Skip to main content

Loblaw files a preliminary prospectus to create one of Canada’s largest commercial real estate trusts.

Fernando Morales/The Globe and Mail

One of the first questions coming up in the wake of the announcement of Loblaw Cos. Ltd.'s plan to buy Shoppers Drug Mart Corp. for $12.4-billion is: What does it mean for the Loblaw REIT?

The answer, it seems, is not very much. Loblaw just completed the initial public offering of Choice Properties Real Estate Investment Trust, which will hold the grocer's huge real estate portfolio.

That was a large part of getting the Shoppers deal done as it raised cash for Loblaw and cranked up the company's valuation. But when it comes to putting Shoppers' real estate into Choice, the fact is there's just not much real estate there.

Story continues below advertisement

According to Shoppers filings, the company leases almost all of its more than 1,300 locations, and owns only 27 stores. Of seven distribution centres, Shoppers owns four and leases three. So don't look for a big dropdown transaction where Loblaw sells Shoppers properties to the REIT to raise money.

(As an aside, the fact that the first question from so many people on such a massive deal is "what does it mean for the real estate" is pretty telling about what investors are fixated on these days.)

(Boyd Erman is a Globe and Mail Capital Markets Reporter & Streetwise Columnist.)

Return to Streetwise home page.

The Globe has launched a Streetwise and ROB Insight newsletter, with content available exclusively to Globe Unlimited subscribers. Get the best of our exclusive insight and analysis delivered straight to your inbox in a daily e-mail curated by our editors. Sign up for it and other newsletters on our newsletters and alerts page.

Report an error Editorial code of conduct
Tickers mentioned in this story
Unchecking box will stop auto data updates
Due to technical reasons, we have temporarily removed commenting from our articles. We hope to have this fixed soon. Thank you for your patience. If you are looking to give feedback on our new site, please send it along to feedback@globeandmail.com. If you want to write a letter to the editor, please forward to letters@globeandmail.com.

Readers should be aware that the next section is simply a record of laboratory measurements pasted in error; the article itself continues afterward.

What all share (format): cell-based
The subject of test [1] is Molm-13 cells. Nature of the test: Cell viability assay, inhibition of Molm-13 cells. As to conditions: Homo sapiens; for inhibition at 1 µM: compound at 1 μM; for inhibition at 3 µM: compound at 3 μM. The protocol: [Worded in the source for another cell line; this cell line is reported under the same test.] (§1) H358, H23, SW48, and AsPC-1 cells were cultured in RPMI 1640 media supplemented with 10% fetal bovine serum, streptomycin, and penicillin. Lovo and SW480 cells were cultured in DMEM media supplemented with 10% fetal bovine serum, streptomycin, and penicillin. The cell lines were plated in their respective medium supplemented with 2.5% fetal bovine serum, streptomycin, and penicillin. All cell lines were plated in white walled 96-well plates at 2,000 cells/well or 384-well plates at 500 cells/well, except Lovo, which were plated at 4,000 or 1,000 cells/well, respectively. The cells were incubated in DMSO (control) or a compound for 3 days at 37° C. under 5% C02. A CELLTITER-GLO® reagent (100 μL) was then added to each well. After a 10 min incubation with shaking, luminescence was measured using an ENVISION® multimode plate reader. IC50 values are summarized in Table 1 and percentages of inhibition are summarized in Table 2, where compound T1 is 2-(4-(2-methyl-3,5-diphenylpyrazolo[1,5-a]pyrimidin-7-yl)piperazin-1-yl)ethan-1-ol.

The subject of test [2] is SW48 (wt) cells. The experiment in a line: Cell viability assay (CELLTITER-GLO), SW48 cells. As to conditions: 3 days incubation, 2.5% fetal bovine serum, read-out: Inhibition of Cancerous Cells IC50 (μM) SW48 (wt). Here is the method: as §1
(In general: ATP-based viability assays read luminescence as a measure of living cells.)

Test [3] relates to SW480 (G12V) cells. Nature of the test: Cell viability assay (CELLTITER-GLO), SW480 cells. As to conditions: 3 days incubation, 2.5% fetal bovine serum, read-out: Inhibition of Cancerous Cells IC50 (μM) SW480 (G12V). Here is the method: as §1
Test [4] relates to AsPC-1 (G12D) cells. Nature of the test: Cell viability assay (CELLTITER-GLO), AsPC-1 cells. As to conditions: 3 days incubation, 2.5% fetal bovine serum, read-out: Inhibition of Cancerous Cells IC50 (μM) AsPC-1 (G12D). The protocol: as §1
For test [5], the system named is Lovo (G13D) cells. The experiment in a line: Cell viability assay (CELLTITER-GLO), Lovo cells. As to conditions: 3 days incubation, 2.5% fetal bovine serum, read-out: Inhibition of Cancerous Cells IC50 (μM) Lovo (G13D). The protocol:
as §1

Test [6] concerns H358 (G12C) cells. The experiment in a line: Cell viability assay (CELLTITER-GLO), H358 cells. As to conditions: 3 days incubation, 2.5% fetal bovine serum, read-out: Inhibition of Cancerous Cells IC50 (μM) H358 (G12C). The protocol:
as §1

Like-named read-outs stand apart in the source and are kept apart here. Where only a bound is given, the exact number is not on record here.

Welcome to The Globe and Mail’s comment community. This is a space where subscribers can engage with each other and Globe staff. Non-subscribers can read and sort comments but will not be able to engage with them in any way. Click here to subscribe.

If you would like to write a letter to the editor, please forward it to letters@globeandmail.com. Readers can also interact with The Globe on Facebook and Twitter .

Welcome to The Globe and Mail’s comment community. This is a space where subscribers can engage with each other and Globe staff. Non-subscribers can read and sort comments but will not be able to engage with them in any way. Click here to subscribe.

If you would like to write a letter to the editor, please forward it to letters@globeandmail.com. Readers can also interact with The Globe on Facebook and Twitter .

Welcome to The Globe and Mail’s comment community. This is a space where subscribers can engage with each other and Globe staff.

We aim to create a safe and valuable space for discussion and debate. That means:

  • Treat others as you wish to be treated
  • Criticize ideas, not people
  • Stay on topic
  • Avoid the use of toxic and offensive language
  • Flag bad behaviour

Comments that violate our community guidelines will be removed.

Read our community guidelines here

Discussion loading ...

Cannabis pro newsletter
To view this site properly, enable cookies in your browser. Read our privacy policy to learn more.
How to enable cookies